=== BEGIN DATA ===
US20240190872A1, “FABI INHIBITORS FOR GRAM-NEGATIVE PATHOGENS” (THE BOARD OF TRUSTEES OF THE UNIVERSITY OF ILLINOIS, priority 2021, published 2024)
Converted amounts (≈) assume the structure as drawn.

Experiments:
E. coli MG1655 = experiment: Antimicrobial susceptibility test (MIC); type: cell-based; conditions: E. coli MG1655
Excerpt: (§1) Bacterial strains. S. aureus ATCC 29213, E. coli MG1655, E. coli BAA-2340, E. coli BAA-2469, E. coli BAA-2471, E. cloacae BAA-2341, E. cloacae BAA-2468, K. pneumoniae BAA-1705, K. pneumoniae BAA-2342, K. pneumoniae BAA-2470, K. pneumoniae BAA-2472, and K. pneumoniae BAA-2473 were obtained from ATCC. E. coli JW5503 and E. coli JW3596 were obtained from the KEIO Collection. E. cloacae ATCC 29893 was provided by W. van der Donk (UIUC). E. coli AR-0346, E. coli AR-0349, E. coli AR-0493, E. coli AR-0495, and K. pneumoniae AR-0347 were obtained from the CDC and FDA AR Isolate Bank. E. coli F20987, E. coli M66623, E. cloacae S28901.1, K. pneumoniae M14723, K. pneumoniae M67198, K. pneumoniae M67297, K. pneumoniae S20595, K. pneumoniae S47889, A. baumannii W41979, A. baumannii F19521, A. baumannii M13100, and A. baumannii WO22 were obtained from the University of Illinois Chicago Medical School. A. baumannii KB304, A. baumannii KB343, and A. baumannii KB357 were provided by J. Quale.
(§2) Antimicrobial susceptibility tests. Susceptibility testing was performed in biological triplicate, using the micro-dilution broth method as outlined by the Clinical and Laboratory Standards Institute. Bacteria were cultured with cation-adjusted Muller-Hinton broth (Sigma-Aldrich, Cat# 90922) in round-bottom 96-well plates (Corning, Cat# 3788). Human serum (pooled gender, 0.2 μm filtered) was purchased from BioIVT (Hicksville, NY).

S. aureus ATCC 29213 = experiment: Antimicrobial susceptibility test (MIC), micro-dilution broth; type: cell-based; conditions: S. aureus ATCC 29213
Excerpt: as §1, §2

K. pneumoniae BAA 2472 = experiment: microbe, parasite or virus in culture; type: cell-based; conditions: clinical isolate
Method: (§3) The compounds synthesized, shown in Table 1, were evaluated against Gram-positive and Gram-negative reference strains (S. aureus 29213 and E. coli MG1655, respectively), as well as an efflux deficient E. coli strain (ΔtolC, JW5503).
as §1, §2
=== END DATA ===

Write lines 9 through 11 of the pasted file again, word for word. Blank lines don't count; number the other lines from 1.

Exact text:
K. pneumoniae BAA 2472 = experiment: microbe, parasite or virus in culture; type: cell-based; conditions: clinical isolate
Method: (§3) The compounds synthesized, shown in Table 1, were evaluated against Gram-positive and Gram-negative reference strains (S. aureus 29213 and E. coli MG1655, respectively), as well as an efflux deficient E. coli strain (ΔtolC, JW5503).
as §1, §2